Goldman Gives The Greenlight

Time and time again, history has shown us that the places to invest are not in securities that have already experienced a great run. In fact, history has proven that those are the places to avoid.

A little walk down memory lane proves this point:

1999 technology stocks were booming — but terrible investments.

2006 real estate was where the easy money was made — but a terrible investment.

2008 oil was near $150 per barrel and only going higher — but a terrible investment

What we should be doing as investors is focusing on areas of the market that are out of favor and about to go on a great run.

Today, there is reason to believe that the area of the market that fits that bill is the commodity sector, one of The Daily Edge’s favorite areas to invest.

But don’t just take it from me…

Goldman Sachs Calls This the Best Time to Have Commodity Exposure in at Least 15 Years

Goldman Sachs recently released a research report for its high-net-worth clients that pounded the table in favor of having commodity exposure in 2018.

Shortly thereafter, Goldman’s head of commodities Jeff Currie appeared on CNBC and repeated that message.

Jeff Currie

Currie told CNBC that this is the best time to own commodities since at least 2004, perhaps even longer — maybe even decades.

Why? Yes, that is always the important question.

Currie points to three reasons coming together at the same time:

  1.  Economies around the world are growing in unison (good for commodity demand).
  1. The world is borrowing more money, which means more to spend (again, good for commodity demand).
  1. Inflation is on the rise (again, good for commodity demand).

Currie calls these the three R’s: reflation, reconvergence of global growth and re-leveraging. When you are at Goldman, you have to make everything sound as complex as possible!

I would also point out that it probably shouldn’t come as a surprise that we might be entering a strong period of commodity prices. That is because interest rates are rising…

Rising rates don’t cause commodity prices to increase but they are a clear sign of strong economies and therefore strong demand for commodities. This is why rising interest rates and strong commodity prices typically go hand in hand.

Digging a little deeper, Goldman’s view of specific commodities can be broken into two camps — energy and metals.

On energy, specifically oil, Goldman is extremely bullish over the short term. In fact, the investment bank is calling for oil prices to hit $80 within six months, citing:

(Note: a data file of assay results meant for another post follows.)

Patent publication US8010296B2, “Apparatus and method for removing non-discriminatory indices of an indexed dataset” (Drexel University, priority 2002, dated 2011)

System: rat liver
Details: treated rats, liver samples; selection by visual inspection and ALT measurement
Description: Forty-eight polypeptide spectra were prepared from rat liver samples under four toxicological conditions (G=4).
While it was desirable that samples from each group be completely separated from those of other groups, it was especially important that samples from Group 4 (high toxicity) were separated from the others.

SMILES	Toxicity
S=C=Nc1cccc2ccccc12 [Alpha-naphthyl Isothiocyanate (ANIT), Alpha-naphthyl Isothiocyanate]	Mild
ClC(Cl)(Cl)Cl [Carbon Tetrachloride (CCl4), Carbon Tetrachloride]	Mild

The rebalancing of the oil market has likely been achieved, six months sooner than we had expected. The decline in excess inventories was fast-forwarded in late 2017 by stellar demand growth, high OPEC compliance, heavy maintenance as well as collapsing Venezuela production.

This view confirms the picture we have been painting here at The Daily Edge as we have followed the oil market fundamentals. I don’t know if oil is going to hit $80 by June, but we have been expecting the tightened supply-and-demand relationship to be very supportive of prices.

When it comes to metals, Goldman is very bullish for the longer term due to seven years of underinvestment in new productive capacity. Goldman is especially bullish on copper which lines up with our view and is exactly why Zach has recommended shares of Freeport-McMoRan in the past.

If Goldman’s view is accurate, 2018 and beyond is looking good for commodity investors.

It also suggests we should continue to be interested in commodity producers, especially those that produce copper and other metals, which are likely to have strong commodity prices for a long stretch.

Here’s to looking through the windshield,

Jody Chudley

Jody Chudley
Financial Analyst, The Daily Edge
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Jody Chudley

Jody Chudley is a contributing analyst to Lifetime Income Report and Contract Income Alert. Jody is a qualified accountant with a degree in Finance from Brandon University. After spending fifteen years in various finance and planning roles with an international financial institution, Jody set out to manage his portfolio on a full-time basis.

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